New York was pretty much a cesspool in the 19th century. "We were a laughingstock," as anthropologist and trash historian Robin Nagle once put it. But in an odd way, New York owes its current success to its refuse—after all, it's built on the stuff.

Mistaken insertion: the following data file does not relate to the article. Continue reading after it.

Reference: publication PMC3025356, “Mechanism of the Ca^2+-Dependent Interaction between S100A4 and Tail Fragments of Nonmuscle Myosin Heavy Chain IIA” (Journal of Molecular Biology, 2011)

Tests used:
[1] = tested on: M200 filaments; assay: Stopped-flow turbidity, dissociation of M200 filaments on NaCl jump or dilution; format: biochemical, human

The ocean has been New York's garbage dump for centuries. It's estimated that 80 percent of our trash ended up in the sea at one time, but plenty wound up lining the city's shore too—starting a long tradition of expanding the city's footprint artificially. By the 20th century, this "landfill" had created many thousands of new acres for the city—what the New York Times wouldcall the "fattening" of the city in 1966.